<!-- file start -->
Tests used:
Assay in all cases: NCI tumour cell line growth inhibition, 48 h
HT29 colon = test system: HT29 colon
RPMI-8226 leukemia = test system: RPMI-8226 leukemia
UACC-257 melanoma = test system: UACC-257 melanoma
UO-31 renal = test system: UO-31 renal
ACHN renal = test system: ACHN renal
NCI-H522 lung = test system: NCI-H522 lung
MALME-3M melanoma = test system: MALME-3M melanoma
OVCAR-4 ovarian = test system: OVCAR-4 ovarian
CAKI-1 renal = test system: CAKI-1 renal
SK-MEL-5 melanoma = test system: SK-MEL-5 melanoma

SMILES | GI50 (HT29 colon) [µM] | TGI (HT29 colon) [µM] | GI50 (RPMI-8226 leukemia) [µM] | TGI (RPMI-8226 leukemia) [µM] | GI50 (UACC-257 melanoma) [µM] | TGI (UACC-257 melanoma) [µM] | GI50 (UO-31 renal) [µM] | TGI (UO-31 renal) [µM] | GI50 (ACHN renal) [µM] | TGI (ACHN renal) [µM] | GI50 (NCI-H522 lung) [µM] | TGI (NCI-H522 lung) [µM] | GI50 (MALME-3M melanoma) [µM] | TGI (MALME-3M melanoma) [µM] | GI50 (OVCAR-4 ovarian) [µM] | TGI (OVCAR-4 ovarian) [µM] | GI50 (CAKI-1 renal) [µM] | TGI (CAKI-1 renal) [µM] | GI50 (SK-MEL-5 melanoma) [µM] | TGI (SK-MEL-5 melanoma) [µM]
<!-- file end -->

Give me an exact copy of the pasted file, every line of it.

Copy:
Tests used:
Assay in all cases: NCI tumour cell line growth inhibition, 48 h
HT29 colon = test system: HT29 colon
RPMI-8226 leukemia = test system: RPMI-8226 leukemia
UACC-257 melanoma = test system: UACC-257 melanoma
UO-31 renal = test system: UO-31 renal
ACHN renal = test system: ACHN renal
NCI-H522 lung = test system: NCI-H522 lung
MALME-3M melanoma = test system: MALME-3M melanoma
OVCAR-4 ovarian = test system: OVCAR-4 ovarian
CAKI-1 renal = test system: CAKI-1 renal
SK-MEL-5 melanoma = test system: SK-MEL-5 melanoma

SMILES | GI50 (HT29 colon) [µM] | TGI (HT29 colon) [µM] | GI50 (RPMI-8226 leukemia) [µM] | TGI (RPMI-8226 leukemia) [µM] | GI50 (UACC-257 melanoma) [µM] | TGI (UACC-257 melanoma) [µM] | GI50 (UO-31 renal) [µM] | TGI (UO-31 renal) [µM] | GI50 (ACHN renal) [µM] | TGI (ACHN renal) [µM] | GI50 (NCI-H522 lung) [µM] | TGI (NCI-H522 lung) [µM] | GI50 (MALME-3M melanoma) [µM] | TGI (MALME-3M melanoma) [µM] | GI50 (OVCAR-4 ovarian) [µM] | TGI (OVCAR-4 ovarian) [µM] | GI50 (CAKI-1 renal) [µM] | TGI (CAKI-1 renal) [µM] | GI50 (SK-MEL-5 melanoma) [µM] | TGI (SK-MEL-5 melanoma) [µM]